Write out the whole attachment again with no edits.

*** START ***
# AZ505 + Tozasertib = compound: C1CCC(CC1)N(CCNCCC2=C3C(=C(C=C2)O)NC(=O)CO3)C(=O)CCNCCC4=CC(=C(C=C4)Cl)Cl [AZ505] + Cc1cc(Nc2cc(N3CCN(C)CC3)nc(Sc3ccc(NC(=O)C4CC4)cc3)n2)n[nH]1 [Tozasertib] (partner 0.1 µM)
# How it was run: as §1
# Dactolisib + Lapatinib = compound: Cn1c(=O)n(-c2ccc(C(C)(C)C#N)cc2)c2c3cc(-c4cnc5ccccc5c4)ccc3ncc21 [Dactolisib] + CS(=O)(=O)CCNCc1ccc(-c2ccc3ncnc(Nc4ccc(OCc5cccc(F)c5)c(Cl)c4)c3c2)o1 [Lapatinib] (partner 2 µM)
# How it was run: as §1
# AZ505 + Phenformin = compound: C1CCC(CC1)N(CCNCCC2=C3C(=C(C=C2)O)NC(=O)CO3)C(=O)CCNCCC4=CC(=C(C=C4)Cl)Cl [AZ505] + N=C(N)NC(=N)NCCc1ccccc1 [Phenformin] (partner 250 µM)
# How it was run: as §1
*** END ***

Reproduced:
# AZ505 + Tozasertib = compound: C1CCC(CC1)N(CCNCCC2=C3C(=C(C=C2)O)NC(=O)CO3)C(=O)CCNCCC4=CC(=C(C=C4)Cl)Cl [AZ505] + Cc1cc(Nc2cc(N3CCN(C)CC3)nc(Sc3ccc(NC(=O)C4CC4)cc3)n2)n[nH]1 [Tozasertib] (partner 0.1 µM)
# How it was run: as §1
# Dactolisib + Lapatinib = compound: Cn1c(=O)n(-c2ccc(C(C)(C)C#N)cc2)c2c3cc(-c4cnc5ccccc5c4)ccc3ncc21 [Dactolisib] + CS(=O)(=O)CCNCc1ccc(-c2ccc3ncnc(Nc4ccc(OCc5cccc(F)c5)c(Cl)c4)c3c2)o1 [Lapatinib] (partner 2 µM)
# How it was run: as §1
# AZ505 + Phenformin = compound: C1CCC(CC1)N(CCNCCC2=C3C(=C(C=C2)O)NC(=O)CO3)C(=O)CCNCCC4=CC(=C(C=C4)Cl)Cl [AZ505] + N=C(N)NC(=N)NCCc1ccccc1 [Phenformin] (partner 250 µM)
# How it was run: as §1